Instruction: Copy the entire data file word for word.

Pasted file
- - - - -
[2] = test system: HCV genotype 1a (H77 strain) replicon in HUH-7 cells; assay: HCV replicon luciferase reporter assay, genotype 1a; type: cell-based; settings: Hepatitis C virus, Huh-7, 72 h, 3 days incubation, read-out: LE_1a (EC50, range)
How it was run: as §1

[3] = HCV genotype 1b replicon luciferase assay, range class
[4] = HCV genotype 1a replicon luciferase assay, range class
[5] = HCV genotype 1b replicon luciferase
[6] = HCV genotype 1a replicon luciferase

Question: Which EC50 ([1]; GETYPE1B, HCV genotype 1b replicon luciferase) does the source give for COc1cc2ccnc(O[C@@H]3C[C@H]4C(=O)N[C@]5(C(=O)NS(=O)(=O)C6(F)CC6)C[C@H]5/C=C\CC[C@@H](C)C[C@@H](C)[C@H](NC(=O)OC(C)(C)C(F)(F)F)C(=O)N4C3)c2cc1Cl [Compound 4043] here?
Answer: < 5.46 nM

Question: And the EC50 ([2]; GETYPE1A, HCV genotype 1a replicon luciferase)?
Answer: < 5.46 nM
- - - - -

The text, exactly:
[2] = test system: HCV genotype 1a (H77 strain) replicon in HUH-7 cells; assay: HCV replicon luciferase reporter assay, genotype 1a; type: cell-based; settings: Hepatitis C virus, Huh-7, 72 h, 3 days incubation, read-out: LE_1a (EC50, range)
How it was run: as §1

[3] = HCV genotype 1b replicon luciferase assay, range class
[4] = HCV genotype 1a replicon luciferase assay, range class
[5] = HCV genotype 1b replicon luciferase
[6] = HCV genotype 1a replicon luciferase

Question: Which EC50 ([1]; GETYPE1B, HCV genotype 1b replicon luciferase) does the source give for COc1cc2ccnc(O[C@@H]3C[C@H]4C(=O)N[C@]5(C(=O)NS(=O)(=O)C6(F)CC6)C[C@H]5/C=C\CC[C@@H](C)C[C@@H](C)[C@H](NC(=O)OC(C)(C)C(F)(F)F)C(=O)N4C3)c2cc1Cl [Compound 4043] here?
Answer: < 5.46 nM

Question: And the EC50 ([2]; GETYPE1A, HCV genotype 1a replicon luciferase)?
Answer: < 5.46 nM